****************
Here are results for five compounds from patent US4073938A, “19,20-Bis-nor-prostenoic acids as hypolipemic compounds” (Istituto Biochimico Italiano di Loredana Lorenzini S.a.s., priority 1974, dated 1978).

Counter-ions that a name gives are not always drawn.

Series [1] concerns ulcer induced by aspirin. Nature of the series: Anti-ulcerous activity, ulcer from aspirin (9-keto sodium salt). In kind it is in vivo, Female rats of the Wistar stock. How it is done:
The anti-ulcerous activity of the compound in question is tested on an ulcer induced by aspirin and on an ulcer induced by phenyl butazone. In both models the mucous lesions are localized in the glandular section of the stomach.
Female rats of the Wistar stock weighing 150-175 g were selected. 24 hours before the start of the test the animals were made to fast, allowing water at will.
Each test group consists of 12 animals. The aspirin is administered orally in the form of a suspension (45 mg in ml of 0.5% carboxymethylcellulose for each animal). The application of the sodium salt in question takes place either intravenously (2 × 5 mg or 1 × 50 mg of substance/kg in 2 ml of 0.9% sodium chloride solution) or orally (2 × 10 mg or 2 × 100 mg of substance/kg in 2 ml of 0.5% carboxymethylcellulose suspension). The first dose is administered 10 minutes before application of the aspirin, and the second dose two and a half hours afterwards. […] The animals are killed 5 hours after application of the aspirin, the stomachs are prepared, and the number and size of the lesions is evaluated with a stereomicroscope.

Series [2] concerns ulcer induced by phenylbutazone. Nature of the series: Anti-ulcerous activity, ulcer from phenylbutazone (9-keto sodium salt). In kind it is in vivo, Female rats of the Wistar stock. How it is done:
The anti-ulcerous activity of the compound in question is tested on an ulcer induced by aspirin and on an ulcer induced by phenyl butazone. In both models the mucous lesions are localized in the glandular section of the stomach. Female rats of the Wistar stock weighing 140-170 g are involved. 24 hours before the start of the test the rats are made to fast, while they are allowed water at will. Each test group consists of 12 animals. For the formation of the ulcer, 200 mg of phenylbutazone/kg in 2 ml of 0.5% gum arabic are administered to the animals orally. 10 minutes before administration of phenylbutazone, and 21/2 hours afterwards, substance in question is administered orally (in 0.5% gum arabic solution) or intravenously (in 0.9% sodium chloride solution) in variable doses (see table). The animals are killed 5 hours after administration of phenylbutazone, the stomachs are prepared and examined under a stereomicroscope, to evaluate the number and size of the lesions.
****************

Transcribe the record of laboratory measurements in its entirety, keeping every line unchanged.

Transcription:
Here are results for five compounds from patent US4073938A, “19,20-Bis-nor-prostenoic acids as hypolipemic compounds” (Istituto Biochimico Italiano di Loredana Lorenzini S.a.s., priority 1974, dated 1978).

Counter-ions that a name gives are not always drawn.

Series [1] concerns ulcer induced by aspirin. Nature of the series: Anti-ulcerous activity, ulcer from aspirin (9-keto sodium salt). In kind it is in vivo, Female rats of the Wistar stock. How it is done:
The anti-ulcerous activity of the compound in question is tested on an ulcer induced by aspirin and on an ulcer induced by phenyl butazone. In both models the mucous lesions are localized in the glandular section of the stomach.
Female rats of the Wistar stock weighing 150-175 g were selected. 24 hours before the start of the test the animals were made to fast, allowing water at will.
Each test group consists of 12 animals. The aspirin is administered orally in the form of a suspension (45 mg in ml of 0.5% carboxymethylcellulose for each animal). The application of the sodium salt in question takes place either intravenously (2 × 5 mg or 1 × 50 mg of substance/kg in 2 ml of 0.9% sodium chloride solution) or orally (2 × 10 mg or 2 × 100 mg of substance/kg in 2 ml of 0.5% carboxymethylcellulose suspension). The first dose is administered 10 minutes before application of the aspirin, and the second dose two and a half hours afterwards. […] The animals are killed 5 hours after application of the aspirin, the stomachs are prepared, and the number and size of the lesions is evaluated with a stereomicroscope.

Series [2] concerns ulcer induced by phenylbutazone. Nature of the series: Anti-ulcerous activity, ulcer from phenylbutazone (9-keto sodium salt). In kind it is in vivo, Female rats of the Wistar stock. How it is done:
The anti-ulcerous activity of the compound in question is tested on an ulcer induced by aspirin and on an ulcer induced by phenyl butazone. In both models the mucous lesions are localized in the glandular section of the stomach. Female rats of the Wistar stock weighing 140-170 g are involved. 24 hours before the start of the test the rats are made to fast, while they are allowed water at will. Each test group consists of 12 animals. For the formation of the ulcer, 200 mg of phenylbutazone/kg in 2 ml of 0.5% gum arabic are administered to the animals orally. 10 minutes before administration of phenylbutazone, and 21/2 hours afterwards, substance in question is administered orally (in 0.5% gum arabic solution) or intravenously (in 0.9% sodium chloride solution) in variable doses (see table). The animals are killed 5 hours after administration of phenylbutazone, the stomachs are prepared and examined under a stereomicroscope, to evaluate the number and size of the lesions.